Orbit- the path that a body follows as it travels around another body in space • Rotation-the spin of a body on its axis • Revolution-one complete trip along the orbit
Label the Picture A. Rotation C. Orbit B. Revolution
DAY-the time required for Earth to rotate once on its axis It takes 1 year or 365 ¼ days for the Earth to revolve once around the sun The Earth’s rotation is the direct cause of daylight and night It takes the Earth 23 hours and 56 minutes to rotate once on its axis The seasons are caused mainly by the 23.5 tilt of the Earth’s axis
EQUINOX-The time when the sun is directly above the equator • SOLSTICE-the time when the sun is farthest north or south of the equator • March Equinox-Spring begins • June Solstice-Summer begins • September Equinox-Fall begins • December Solstice-Winter begins
Phases of the moon: changes in the moon’s appearance • The moon rotates around the Earth every 27.3 days • We always see the same side of the moon because it rotates on its axis and revolves around the Earth at the same rate.
Phase: the change in the sunlit area of one celestial body as seen from another celestial body. • When the moon revolves around Earth, the sunlight that reflects on the Earth changes too
Waxing: the sunlit part of the moon appears to get larger (growing) • Waning: the sunlit part of the moon appears to get smaller (shrinking) • Gibbous: swollen on one side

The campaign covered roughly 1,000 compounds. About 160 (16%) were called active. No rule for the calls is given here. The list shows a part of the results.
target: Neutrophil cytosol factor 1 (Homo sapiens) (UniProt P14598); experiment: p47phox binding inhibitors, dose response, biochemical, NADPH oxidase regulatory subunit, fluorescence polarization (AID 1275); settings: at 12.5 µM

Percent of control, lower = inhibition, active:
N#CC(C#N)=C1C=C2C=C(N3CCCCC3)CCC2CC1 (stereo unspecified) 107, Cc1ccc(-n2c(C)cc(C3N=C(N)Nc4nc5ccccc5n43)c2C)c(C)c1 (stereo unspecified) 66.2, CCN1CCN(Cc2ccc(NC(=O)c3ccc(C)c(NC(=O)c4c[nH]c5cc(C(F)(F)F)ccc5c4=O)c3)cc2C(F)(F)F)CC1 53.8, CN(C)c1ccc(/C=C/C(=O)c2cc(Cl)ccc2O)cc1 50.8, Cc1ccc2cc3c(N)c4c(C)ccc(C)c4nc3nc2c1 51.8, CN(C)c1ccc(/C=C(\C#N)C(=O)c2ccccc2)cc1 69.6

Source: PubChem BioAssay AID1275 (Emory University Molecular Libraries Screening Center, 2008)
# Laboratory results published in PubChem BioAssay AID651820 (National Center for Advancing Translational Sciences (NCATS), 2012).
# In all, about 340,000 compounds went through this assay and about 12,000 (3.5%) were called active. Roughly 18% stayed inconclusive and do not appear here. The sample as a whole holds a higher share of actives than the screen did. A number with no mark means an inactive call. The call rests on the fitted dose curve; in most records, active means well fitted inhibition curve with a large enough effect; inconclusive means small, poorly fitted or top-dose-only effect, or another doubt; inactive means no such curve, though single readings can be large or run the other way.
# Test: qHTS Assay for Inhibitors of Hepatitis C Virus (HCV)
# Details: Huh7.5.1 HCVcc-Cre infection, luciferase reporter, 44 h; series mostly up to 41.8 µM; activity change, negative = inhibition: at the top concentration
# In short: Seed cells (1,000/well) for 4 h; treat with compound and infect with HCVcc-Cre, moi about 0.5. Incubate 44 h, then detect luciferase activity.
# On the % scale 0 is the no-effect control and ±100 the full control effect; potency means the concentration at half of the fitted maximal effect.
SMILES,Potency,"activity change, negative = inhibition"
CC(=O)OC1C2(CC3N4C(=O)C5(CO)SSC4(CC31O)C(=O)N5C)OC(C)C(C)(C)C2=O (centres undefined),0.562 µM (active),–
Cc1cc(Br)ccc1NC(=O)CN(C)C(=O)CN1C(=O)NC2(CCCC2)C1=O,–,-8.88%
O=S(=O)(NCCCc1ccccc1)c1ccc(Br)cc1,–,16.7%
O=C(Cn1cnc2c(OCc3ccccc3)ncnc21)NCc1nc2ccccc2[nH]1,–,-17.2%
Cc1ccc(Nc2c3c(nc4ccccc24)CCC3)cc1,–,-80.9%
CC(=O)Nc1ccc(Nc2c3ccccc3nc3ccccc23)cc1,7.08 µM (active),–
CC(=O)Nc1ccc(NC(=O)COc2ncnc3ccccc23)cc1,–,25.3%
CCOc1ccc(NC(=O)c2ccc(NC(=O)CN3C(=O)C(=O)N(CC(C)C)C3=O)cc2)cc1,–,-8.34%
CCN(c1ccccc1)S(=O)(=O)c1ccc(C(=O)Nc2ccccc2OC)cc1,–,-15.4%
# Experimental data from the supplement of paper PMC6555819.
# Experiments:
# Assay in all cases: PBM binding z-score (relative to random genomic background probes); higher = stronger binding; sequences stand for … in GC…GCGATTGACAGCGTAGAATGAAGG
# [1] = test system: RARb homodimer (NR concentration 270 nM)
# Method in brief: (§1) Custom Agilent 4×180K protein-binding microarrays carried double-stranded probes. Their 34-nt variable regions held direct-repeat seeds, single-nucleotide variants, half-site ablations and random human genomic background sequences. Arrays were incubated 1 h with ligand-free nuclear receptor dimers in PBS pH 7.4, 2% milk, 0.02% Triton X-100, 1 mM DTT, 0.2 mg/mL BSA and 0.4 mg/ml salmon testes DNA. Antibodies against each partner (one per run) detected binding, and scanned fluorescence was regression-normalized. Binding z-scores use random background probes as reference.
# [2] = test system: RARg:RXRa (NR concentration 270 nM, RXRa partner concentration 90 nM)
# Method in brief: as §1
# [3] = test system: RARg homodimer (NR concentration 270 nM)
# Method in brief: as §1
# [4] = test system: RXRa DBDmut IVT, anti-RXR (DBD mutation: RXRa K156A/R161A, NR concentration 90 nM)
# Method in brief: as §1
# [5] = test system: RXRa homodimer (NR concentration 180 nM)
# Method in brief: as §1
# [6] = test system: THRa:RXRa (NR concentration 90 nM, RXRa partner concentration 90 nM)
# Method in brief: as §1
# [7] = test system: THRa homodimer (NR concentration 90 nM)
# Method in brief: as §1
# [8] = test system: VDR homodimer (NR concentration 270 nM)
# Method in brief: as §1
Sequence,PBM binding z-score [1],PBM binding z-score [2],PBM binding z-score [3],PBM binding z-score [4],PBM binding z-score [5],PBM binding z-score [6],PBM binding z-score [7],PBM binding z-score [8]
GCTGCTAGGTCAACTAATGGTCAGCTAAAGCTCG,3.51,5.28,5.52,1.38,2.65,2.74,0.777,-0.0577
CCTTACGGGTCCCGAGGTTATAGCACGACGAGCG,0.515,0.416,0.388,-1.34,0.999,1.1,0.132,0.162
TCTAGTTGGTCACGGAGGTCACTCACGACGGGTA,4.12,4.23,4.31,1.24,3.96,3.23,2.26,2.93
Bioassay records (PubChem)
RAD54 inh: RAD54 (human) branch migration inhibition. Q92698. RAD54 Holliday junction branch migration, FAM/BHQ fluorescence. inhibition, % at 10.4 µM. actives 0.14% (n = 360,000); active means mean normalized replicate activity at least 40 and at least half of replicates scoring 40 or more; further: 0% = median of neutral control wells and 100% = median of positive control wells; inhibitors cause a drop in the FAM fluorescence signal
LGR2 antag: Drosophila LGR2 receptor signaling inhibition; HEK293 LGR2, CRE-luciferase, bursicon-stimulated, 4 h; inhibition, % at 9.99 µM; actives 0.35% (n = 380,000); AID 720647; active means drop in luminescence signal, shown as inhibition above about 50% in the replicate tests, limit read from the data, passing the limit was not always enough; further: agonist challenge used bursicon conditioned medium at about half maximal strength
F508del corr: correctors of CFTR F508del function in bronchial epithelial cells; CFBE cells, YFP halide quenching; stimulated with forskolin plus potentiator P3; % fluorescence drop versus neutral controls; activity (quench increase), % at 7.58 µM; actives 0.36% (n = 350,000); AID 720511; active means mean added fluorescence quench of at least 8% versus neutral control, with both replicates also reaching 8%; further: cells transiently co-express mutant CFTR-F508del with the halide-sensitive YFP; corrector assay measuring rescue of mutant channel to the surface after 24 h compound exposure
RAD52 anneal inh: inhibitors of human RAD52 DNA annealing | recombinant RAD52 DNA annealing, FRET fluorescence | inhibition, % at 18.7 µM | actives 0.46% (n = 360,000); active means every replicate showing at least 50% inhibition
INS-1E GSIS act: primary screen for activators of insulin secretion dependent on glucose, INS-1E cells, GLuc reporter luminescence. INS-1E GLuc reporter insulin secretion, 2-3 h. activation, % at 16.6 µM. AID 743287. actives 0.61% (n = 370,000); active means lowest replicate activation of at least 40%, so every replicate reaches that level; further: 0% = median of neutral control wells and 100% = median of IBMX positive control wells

Eclipse: the shadow of one celestial body falls on another body • Lunar eclipse: when the Earth comes between the sun and the moon • the shadow of the Earth falls on the moon.
Solar Eclipse: when the moon comes between the Earth and the sun • the shadow of the moon falls on part of the Earth
We don’t see solar and lunar eclipses every month because the moon’s orbit around Earth is tilted with respect to Earth’s orbit around the sun • The moon usually passes above or below Earth’s shadow.
Shade in the Pictures First Quarter= Quarter Moon
Tides: the daily changes in the level of ocean water. • The movement of the Earth, sun, and moon cause the seasons and the phases of the moon. • Tides are influenced by our sun and our moon.
The gravity of the moon pulls on every particle of the Earth. • This is more noticeable with the oceans because liquids move easier than solids. • The moon’s pull is strongest on the part of the Earth directly facing the moon.
The blue line shows the location on Earth represented by the tides shown at the bottom of the image.
High Tides: When part of the ocean is directly facing the moon, the water there bulges toward the moon.
Tidal Range: the difference between levels of ocean water at high and low tide.
Spring Tides: tides with the largest daily tidal range and occur every 14 days • During new and full moons
Neap Tides: tides with the smallest daily tidal range • During the first and third quarters of the moon
Phases of the Moon Demonstrationhttp://www.youtube.com/watch?v=FI2tP8dpwNA • How much of the moon is illuminated? • What part of the moon is illuminated? • What did you notice about the moon’s appearance as we orbited around the moon? • Name the phases of the moon.
http://www.youtube.com/watch?v=KFYf_it461s • Moon Phase Song-http://www.youtube.com/watch?v=HkvlrWpsnuQ • Phases of the Moon- http://www.youtube.com/watch?v=79M2lSVZiY4&feature=related • http://www.youtube.com/watch?v=AQRNzepe4wI
Moon Phase Song-http://www.youtube.com/watch?v=HkvlrWpsnuQ • Phases of the Moon- http://www.youtube.com/watch?v=79M2lSVZiY4&feature=related • http://www.youtube.com/watch?v=AQRNzepe4wI